[0008] The most common anti-piracy technique in use today is the installation key. The software or other intellectual property is designed and implemented to require a key (a number or alphanumeric string of twenty or so characters) in order to be installed successfully. The key must satisfy some validation algorithm—not every number or string of the requisite number of characters works—but the pattern is made intentionally non-obvious to a potential installer. A valid key must be obtained from the media packaging, or in a more secure approach, the publisher e-mails a valid key only to a customer who actually pays for the software or identifies himself as a legitimate licensee. This prior art anti-piracy technique is illustrated in FIG. 1.

[0009] The installation key method is of no effectiveness in preventing “sharing,” illicit transfers or re-distribution—the user who makes the software available to others simply makes the key—obtained with his or her legitimate purchase of the software—available at the same time. In fact, for Internet-distributed software, a person who wishes to share a license illegitimately need only make the key available to his friends, associates, and acquaintances—they can download the software themselves.

[0010] Another piracy prevention device in use today is the “dongle” (U.S. Pat. No. 5,692,917 granted Dec. 2, 1997 to Rieb, Miller and Foreman). Dongles are hardware devices inserted on a computer port, typically the printer port, between the computer and the normally attached device. The software queries the dongle for authorization. Unauthorized usage is prevented because the dongle is not easily replicated. Dongles have the disadvantage of adding cost and complexity to software licenses, and are unpopular with customers because of the inconvenience and the possibility of a dongle hardware failure rendering their software unusable. Dongles are also unsuitable for use in the electronic grant of licenses over the Internet.

[0011] U.S. Pat. No. 6,243,468 granted Jun. 5, 2001 to Pearce and Hughes discloses an anti-piracy system that depends on the differences among computer hardware configurations to prevent the illicit replication of software from one machine to another. U.S. Pat. No. 6,243,468 improves on earlier inventions (such as U.S. Pat. No. 5,199,066 granted Mar. 30, 1993 to Logan) by treating limited changes in the computer's configuration as a permitted hardware upgrade, but assuming that extensive differences indicate a different machine on which the licensed software is then not permitted to operate. U.S. Pat. No. 6,243,468 is of no value in preventing license sharing among users with identical machines. Mass merchandisers such as Costco sell hundreds or thousands of identically configured machines. Furthermore, unlike the present invention, U.S. Pat. No. 6,243,468 is of little or no use in protecting intellectual property commonly used with machines that typically have relatively few hardware customization options, such as Personal Digital Assistants and personal media players. In addition, U.S. Pat. No. 6,243,468 depends on a subtle “tuning” of its threshold of permitted differences: set the tolerance too high, and it permits licenses to be shared among friends with merely similar machines; set the tolerance too low, and it angers honest customers by disabling software after a hard drive or memory upgrade. The present invention instead makes a simple “yes or no” decision: does the proposed user have a particular piece of information belonging to the legitimate licensee?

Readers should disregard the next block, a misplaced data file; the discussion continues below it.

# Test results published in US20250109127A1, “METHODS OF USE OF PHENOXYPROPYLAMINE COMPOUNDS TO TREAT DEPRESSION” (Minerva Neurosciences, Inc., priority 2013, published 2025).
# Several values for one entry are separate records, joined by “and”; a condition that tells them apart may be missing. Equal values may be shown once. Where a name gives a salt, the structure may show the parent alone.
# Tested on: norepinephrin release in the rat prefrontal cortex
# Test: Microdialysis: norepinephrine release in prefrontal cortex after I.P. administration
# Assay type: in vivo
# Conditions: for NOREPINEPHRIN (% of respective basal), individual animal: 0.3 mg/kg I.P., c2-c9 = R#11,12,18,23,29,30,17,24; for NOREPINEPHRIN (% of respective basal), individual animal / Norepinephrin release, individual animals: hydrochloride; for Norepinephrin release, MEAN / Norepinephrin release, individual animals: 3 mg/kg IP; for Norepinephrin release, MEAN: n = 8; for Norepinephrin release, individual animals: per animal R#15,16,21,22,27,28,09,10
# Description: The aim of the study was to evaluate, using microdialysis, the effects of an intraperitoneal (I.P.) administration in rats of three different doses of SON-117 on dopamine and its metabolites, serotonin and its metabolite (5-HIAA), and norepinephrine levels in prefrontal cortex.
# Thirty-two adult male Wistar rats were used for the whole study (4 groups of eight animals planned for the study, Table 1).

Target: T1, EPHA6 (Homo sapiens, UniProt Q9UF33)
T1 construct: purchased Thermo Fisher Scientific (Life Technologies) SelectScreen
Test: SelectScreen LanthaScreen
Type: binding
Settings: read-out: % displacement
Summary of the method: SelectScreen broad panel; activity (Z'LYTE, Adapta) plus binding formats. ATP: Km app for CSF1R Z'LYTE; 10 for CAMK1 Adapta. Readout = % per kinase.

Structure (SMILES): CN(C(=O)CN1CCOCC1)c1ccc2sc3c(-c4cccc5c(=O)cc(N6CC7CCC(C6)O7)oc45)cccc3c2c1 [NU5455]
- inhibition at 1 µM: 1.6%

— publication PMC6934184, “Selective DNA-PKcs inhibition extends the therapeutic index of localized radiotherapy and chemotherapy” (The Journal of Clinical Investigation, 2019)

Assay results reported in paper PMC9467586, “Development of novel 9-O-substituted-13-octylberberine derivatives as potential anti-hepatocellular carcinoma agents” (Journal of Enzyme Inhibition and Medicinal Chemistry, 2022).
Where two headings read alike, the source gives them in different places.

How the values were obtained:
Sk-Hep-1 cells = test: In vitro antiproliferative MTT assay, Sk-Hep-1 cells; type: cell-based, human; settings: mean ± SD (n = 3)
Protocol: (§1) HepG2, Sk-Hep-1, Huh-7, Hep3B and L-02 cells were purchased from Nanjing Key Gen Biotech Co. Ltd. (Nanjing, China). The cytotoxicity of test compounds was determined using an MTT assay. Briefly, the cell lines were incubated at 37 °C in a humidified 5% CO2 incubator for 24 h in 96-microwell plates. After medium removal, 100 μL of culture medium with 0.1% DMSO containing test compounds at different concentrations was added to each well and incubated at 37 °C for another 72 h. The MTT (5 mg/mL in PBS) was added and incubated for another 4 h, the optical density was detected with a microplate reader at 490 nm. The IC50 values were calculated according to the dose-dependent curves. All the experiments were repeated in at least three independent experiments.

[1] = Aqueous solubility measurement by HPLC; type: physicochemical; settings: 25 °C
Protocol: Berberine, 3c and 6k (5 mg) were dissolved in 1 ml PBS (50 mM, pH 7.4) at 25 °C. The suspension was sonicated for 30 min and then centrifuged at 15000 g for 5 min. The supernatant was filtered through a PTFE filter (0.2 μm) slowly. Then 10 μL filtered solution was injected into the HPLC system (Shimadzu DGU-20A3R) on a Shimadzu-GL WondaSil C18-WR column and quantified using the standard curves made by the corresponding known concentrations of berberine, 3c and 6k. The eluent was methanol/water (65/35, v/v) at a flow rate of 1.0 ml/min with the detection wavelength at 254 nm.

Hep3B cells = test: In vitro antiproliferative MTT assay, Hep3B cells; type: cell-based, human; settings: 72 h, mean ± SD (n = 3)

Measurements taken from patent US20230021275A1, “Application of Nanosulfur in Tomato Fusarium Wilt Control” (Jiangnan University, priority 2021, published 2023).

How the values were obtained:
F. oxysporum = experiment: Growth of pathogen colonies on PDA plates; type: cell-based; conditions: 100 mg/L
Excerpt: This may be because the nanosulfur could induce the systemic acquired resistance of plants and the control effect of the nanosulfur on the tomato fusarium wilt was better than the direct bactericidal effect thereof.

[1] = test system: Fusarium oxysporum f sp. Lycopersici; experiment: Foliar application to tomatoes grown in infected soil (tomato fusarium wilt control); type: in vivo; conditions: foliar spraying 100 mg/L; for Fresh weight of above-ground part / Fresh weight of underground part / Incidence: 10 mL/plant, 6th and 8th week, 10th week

[0012] U.S. Pat. No. 6,385,596 granted May 7, 2002 to Wiser et. al. describes an Internet digital music distribution system that includes as one aspect the possible display of a credit card number or other confidential information on the music player, as a way of preventing the sharing of the “digital passport” that represents the right to play the downloaded music. The present invention is suitable to protecting from piracy computer software as well as all kinds of digital media, not just digital music and related files. Furthermore, the present invention is superior in that the credit card number or other private information must be affirmatively typed by the prospective user, rather than simply being displayed in his presence. The inventor believes that this constitutes stronger protection. Also, in the present invention the private information may be typed privately and need not be displayed for others to see. The inventor believes that many people would be unwilling to use a music player that displayed their credit card number for others to see.

SUMMARY OF THE INVENTION

[0013] The invention is a method of, and a software product for, protecting intellectual property from unauthorized sharing, transfer, or re-distribution. It operates by requiring for the successful installation, use, or enjoyment of the intellectual property some piece of information that an authorized user is generally unwilling to disclose to acquaintances, associates, and others. Those individuals who might receive a copy of the intellectual property are therefore unable to make use of it because they do not have the enabling piece of information that the authorized user is unwilling to share.

[0014] The private information that is at the crux of this invention could be any piece of information that met the following criteria:

[0015] 1. Most people would be unwilling to share it generally, but would be willing to divulge it as part of a purchase transaction. An example is one's year of birth.

[0016] 2. The information must be specific, and of a sufficient number of digits or characters that it cannot be readily guessed. This requirement eliminates year of birth, for example—it is trivial to guess someone's year of birth with some small number of attempts.

[0017] 3. The publisher of the intellectual property must be able to validate the information, so that a person cannot defeat the system by giving some information that is fictional, and therefore freely shareable. For example, in some countries, a social security number might satisfy this requirement.